So, NBC marketing geniuses decided to put an innovative twist on humdrum rerun season by appealing to folks who might have missed an episode (or never watched their shows to begin with) by proclaiming: “If you haven’t seen it, it’s new to you!”
All summer long, “It’s new to you!” promos played during almost every commercial break. And almost immediately, the public ridicule commenced. It is now a hilariously embarrassing moment in television history.
Of late, I believe filmmakers have decided to adopt NBC’s old summertime slogan. What else could explain how something like “Fatal Affair” has come to exist?
I personally have seen “Fatal Affair” at least 425 times. It wasn’t called that, of course. And about nine of the previous outings were not exactly awful. But all the others were as predictable as the probability that within the next 12 to 18 months there will be another movie about a psychopath becoming obsessed with someone and doing everything possible (usually very odd, highly extreme and horribly violent) to have that “love” be requited.
The Lifetime cable network alone has built its foundation on these stories, airing at least several movies of this type daily.
So, as is apparently required by law with these flicks, with “Fatal Affair”, someone (in this case, a woman, played by Nia Long) tries to mend her marriage after a brief encounter with an old friend (in this case, a man, played by Omar Epps). She soon realizes that he is more dangerous and unstable than she had thought.
Hmmm! Of course!
Perhaps Netflix has heard the complaints about the unnecessarily long running times of their films. But to help “Fatal Affair” clock in at just under 90 minutes, clearly some things were left on the editing room floor. If that wasn’t the case, then obviously the script was just complete garbage from the very beginning.
Long and Epps do their best with the ridiculous story, which calls for overreactions and oversimplifications and nonsensical conveniences. The other, less-experienced actors, however, struggle mightily!
Even though it’s obvious early on that there’s no need to become overly invested here, one can easily point to missed opportunities that would have allowed this to attempt to be something I might actually remember by the end the month.
While “Fatal Affair” seeks to draw inspiration, perhaps, from arguably the most famous film of this ilk, “Fatal Attraction” – which itself was not exactly a first-of-its-kind tale – it unfortunately does more closely align with the bottom rung of the romantic-thriller assembly line of the last few years, namely “Obsessed”, “When the Bough Breaks” and “The Perfect Guy”.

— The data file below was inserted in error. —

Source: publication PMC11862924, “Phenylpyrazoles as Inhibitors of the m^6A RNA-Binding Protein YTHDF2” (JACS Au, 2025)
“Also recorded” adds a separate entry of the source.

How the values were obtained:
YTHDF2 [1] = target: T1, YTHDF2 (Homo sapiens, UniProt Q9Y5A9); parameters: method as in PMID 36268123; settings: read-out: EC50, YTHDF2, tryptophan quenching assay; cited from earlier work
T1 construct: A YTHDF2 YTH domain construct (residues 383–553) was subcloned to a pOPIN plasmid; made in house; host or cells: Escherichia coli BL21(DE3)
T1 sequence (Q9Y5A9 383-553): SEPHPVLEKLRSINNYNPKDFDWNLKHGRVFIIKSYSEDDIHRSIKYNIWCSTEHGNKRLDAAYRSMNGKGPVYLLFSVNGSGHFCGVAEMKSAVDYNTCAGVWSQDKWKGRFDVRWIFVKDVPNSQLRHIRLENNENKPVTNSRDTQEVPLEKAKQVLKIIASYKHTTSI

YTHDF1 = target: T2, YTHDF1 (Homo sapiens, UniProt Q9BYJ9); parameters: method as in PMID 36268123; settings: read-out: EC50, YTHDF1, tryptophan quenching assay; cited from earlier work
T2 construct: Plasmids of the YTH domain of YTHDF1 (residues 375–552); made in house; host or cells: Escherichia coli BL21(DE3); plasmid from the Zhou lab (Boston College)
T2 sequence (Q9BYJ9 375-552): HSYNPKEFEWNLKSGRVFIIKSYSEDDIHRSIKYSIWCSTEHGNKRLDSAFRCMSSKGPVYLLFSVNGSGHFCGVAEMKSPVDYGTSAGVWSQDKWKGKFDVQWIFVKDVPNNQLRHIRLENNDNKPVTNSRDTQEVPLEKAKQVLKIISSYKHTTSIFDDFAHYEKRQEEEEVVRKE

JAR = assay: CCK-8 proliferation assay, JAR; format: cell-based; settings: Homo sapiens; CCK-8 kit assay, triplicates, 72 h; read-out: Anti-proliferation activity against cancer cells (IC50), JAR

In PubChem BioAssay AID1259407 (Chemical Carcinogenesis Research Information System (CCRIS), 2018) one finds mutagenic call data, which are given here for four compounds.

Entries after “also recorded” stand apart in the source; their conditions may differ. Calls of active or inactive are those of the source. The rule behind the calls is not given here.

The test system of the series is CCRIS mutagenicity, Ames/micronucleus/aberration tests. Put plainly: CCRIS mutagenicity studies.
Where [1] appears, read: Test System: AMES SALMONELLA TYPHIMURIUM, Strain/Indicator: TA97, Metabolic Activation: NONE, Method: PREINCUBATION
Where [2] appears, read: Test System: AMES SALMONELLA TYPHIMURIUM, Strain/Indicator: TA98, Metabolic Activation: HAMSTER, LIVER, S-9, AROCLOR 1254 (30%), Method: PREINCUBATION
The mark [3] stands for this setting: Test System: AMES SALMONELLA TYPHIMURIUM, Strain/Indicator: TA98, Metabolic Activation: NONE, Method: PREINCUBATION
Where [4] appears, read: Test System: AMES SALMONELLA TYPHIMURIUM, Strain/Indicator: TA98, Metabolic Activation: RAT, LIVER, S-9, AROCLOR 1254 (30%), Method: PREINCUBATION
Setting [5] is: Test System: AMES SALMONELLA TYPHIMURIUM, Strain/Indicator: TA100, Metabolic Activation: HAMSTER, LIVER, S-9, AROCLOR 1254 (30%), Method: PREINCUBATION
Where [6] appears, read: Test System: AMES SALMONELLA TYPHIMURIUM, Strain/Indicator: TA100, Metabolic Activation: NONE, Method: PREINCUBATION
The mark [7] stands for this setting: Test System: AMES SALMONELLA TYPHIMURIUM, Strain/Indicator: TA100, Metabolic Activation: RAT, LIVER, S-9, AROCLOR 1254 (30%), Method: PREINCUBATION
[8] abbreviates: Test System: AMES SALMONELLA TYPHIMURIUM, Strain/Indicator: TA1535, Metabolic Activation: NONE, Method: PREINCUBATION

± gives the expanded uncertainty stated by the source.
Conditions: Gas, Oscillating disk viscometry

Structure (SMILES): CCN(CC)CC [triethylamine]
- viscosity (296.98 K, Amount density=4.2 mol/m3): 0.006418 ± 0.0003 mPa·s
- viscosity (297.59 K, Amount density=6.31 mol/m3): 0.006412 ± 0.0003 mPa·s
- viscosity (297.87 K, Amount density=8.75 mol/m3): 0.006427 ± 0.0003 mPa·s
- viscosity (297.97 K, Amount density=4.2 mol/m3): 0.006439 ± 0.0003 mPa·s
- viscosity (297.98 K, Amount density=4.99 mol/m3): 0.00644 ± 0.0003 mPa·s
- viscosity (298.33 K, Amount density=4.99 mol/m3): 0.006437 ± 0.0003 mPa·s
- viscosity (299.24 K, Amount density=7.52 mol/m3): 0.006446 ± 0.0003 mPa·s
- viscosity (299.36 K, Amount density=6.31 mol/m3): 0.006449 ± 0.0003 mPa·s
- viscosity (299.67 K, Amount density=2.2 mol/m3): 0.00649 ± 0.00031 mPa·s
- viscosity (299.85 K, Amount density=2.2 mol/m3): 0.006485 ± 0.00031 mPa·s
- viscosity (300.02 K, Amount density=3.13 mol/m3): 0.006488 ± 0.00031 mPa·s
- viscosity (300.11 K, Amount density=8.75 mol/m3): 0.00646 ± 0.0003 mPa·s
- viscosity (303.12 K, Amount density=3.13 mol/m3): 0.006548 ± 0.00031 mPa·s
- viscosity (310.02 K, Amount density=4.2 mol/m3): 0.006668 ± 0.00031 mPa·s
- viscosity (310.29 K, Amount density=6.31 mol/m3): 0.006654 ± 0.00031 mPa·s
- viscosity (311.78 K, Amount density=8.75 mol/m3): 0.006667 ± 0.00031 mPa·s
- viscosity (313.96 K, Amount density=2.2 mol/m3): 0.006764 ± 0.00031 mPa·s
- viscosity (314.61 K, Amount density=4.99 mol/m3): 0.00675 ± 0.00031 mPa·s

Thus, with “Fatal Affair”, you’ve definitely seen it! And unless you literally are just this year starting to watch movies or television of any kind, this is absolutely not new to you!
And for goodness’ sake, if you indeed have never seen anything like this before, I’m glad you’re finally out of that coma, and please don’t allow “Fatal Affair” to be your first. As I’ve seen at least 425 times, you’d be embarking on a relationship you will likely come to painfully regret.
Cast: Nasim Pedrad, Lamorne Morris, Anna Camp, Sarah Burns
Genre: Romantic comedy
There’s something for everyone on Netflix.
Some of it is good, quite a lot of it is bad and most of it is just middling to mediocre.
The romantic comedy “Desperados” fits snuggly into the latter category, featuring elements of practically every single film in this genre in the past two or so decades, especially “Bridesmaids” and “There’s Something About Mary”.
A panicked woman (Nasim Pedrad) rushes to Mexico – with her reluctant friends (Anna Camp and Sarah Burns) in tow – to try to delete a ranting email she sent to her new boyfriend (Robbie Amell).
The zany storyline results in a film that is indeed funny at times, but at other moments, just drags its feet. Talented “Saturday Night Live” alum Pedrad is adorable. (Let’s all hope she soon finds a project and/or platform that will best show off her many capabilities.) And her chemistry with Lamorne Morris (TV’s “New Girl”) is pretty good, with decent performances from the rest of the cast.
Overall, though, “Desperados” is a like a conveyor belt-produced appliance. It’s probably pretty similar to the last romantic comedy you watched.
But after you’ve had your fill of mind-numbing newscasts jam-packed with depressing COVID updates, or you’ve been watching something you’re certain has killed several of your brain cells (like “Fatal Affair”), this may be exactly what you need.
So, “Desperados” works as a break from reality and an escape from sanity. Or if you simply adore mediocrity!
• Dwight Strachan is the host/producer of “Morning Blend” on Guardian Radio and station manager. He is a television producer and writer, and an avid TV history and film buff. Email firstname.lastname@example.org and follow him on Twitter @morningblend969.